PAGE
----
Synth music: how do

I’ve been watching YouTube vids about synthesizing music, and it’s super interesting, but I was wondering if anyone here has insight / a brain I can pick.

Like what should my character own if she’s a synth musician. A synth keyboard, I gather, but also the lil boxes with pretty blinky light buttons? How many of these if she actually plays concerts? How easy is it to haul your stuff around? Is it feasible to be a true soloist or does she need a team? What limitations are there if she does go it alone?

Is there vocab/slang I should know beyond what’s in a Wikipedia article or a YouTube tutorial? How do folks actually talk about this hobby/profession?

Any insight welcome as I continue my research. Thanks. ^^

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there is apparently a thing called a looper that lets a solo artist sound like a lot of artists (and other cool tricks). Supaman’s “Prayer Loop Song” is an example of the thing in action. true soloist should be feasible.

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Oh yes. I have seen that in action! A bunch of artists use those to supplement more traditional music too.

When I was in high school a classmate performed at a talent show with just BUTTONS to press and he had a camera on his hands so we could see what he was doing, so I have somewhat of an image in my head. I just don’t have the vocab and know-how lol.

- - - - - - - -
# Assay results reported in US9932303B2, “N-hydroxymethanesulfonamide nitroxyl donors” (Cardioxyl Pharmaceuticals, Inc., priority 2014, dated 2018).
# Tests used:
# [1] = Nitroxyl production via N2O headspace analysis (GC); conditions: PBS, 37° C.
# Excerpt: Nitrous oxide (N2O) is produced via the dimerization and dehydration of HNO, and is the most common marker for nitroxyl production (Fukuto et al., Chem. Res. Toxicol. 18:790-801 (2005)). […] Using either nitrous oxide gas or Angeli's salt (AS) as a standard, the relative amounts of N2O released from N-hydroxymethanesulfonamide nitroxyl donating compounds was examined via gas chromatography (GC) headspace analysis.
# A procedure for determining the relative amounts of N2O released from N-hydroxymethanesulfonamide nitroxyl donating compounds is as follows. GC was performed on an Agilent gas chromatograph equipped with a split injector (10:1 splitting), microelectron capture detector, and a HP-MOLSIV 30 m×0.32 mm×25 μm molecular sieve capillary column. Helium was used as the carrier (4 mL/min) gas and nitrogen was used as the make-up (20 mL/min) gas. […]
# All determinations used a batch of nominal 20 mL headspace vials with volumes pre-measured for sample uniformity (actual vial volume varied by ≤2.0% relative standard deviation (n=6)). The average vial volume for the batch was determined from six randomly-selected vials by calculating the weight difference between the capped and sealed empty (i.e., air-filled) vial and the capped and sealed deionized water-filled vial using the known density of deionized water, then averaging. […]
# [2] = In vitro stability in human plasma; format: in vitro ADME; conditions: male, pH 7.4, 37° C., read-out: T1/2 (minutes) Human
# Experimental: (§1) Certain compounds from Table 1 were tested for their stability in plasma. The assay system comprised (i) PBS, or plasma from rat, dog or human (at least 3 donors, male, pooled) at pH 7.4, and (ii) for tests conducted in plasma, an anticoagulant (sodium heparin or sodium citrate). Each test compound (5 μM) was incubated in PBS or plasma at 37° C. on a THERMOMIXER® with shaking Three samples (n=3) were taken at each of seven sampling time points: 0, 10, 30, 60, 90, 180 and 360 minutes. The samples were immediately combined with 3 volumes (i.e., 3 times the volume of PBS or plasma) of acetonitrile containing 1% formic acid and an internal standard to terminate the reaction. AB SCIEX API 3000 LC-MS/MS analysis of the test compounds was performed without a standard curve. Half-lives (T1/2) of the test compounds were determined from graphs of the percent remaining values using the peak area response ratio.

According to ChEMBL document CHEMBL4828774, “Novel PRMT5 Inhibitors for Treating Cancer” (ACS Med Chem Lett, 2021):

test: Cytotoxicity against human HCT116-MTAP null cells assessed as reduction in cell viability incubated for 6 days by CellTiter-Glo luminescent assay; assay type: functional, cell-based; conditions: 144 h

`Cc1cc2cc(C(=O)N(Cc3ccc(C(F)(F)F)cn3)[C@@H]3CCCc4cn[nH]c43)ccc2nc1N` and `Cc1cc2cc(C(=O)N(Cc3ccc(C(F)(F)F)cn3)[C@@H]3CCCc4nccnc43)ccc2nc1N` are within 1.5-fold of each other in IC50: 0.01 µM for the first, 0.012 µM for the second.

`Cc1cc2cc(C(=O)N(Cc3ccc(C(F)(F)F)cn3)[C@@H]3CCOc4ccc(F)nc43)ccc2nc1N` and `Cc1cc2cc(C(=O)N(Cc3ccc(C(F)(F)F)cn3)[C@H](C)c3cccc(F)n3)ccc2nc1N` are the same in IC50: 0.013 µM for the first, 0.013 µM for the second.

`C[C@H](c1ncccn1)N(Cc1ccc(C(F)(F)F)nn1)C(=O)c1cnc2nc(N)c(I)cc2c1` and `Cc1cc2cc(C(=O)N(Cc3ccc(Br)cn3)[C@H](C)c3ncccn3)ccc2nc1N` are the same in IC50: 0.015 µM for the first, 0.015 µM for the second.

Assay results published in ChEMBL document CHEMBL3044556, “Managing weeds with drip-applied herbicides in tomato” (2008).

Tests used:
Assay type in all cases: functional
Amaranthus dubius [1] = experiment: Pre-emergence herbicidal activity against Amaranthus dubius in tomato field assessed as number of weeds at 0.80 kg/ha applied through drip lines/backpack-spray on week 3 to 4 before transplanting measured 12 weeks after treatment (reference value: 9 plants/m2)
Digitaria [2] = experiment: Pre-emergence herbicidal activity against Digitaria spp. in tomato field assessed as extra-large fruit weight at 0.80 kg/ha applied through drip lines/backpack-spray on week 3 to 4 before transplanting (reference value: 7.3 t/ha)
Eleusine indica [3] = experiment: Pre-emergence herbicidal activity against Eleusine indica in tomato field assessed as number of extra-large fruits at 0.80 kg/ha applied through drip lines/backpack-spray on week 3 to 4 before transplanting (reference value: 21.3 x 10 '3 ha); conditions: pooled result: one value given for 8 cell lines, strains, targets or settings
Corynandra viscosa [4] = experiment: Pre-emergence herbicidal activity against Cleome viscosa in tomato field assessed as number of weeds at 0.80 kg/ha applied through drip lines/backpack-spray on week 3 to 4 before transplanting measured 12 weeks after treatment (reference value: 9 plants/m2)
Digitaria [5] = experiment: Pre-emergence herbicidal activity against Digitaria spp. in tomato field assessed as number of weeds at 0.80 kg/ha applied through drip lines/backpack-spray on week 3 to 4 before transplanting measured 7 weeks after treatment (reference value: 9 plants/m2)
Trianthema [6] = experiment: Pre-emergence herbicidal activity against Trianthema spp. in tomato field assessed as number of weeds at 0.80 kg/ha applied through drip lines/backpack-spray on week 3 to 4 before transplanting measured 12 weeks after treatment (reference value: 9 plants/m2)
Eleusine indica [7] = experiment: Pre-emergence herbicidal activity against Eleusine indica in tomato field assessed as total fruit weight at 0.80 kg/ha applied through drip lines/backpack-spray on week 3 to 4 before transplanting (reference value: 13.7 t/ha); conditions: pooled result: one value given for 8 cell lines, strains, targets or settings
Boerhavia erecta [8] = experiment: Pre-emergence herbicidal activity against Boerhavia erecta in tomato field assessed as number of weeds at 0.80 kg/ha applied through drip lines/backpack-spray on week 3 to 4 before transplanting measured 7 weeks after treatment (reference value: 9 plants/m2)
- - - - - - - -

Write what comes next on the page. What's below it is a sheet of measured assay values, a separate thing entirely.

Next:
Hello, I did a music tech A level so I think I can help here!

What should my character own if she’s a synth musician?

Synthesisers are pretty varied so there are a number of things you can use (emphasis on can rather than should!):

  • Analogue synths: Oldschool synthesisers that generate sound via diodes and electrical voltages and all that. These were the first type of synths made and they really allows you to really customise, experiment, and come up with new sounds. Modular synths require the use of patch cables to control the settings (e.g. Buchla Music Easel, Eurorack) but other synths just use dials (eg Roland TR808, Moog Minotaur)
  • Digital synths: Instead of using analog circuits, these synths use digital processors/computers to generate sound. Basically most keyboards you see are digital synthesisers, eg Yamaha, Korg
  • Samplers: These aren’t actually synthesisers but are used a lot in synth/electronic music. You can record and store different sound clips and play them back by tapping different pads (these are the little boxes with pretty blink light buttons, eg Akai MPC). Some samplers have keyboards so you can change the pitch of the sound.
  • Software synths: If you’re using a program like Ableton or Logic, you’ll have a lot of software synths at your disposal, rather than hardware synths like the previous ones. These are all in your PC and are sold as plugins for different music programs. Most will look and act the same as analogue/digital synths and samplers.

How many of these if she actually plays concerts? How easy is it to haul your stuff around?

Depends on A, what kind of music she’s playing; B, how she wants her live sets to work. If her work is really intricate and detailed (think IDM artist like Aphex Twin, Squarepusher) she might want to have quite a few pieces of hardware in there. If it’s more minimalist, maybe only one or two. If she wants to emphasise a live performance rather than a music set, she might just have her songs on a backing track and maybe a laptop or one piece of gear to change pace. If she’s not bothered about that though, she could probably have all the gear in the world on the table and use it as she sees fit.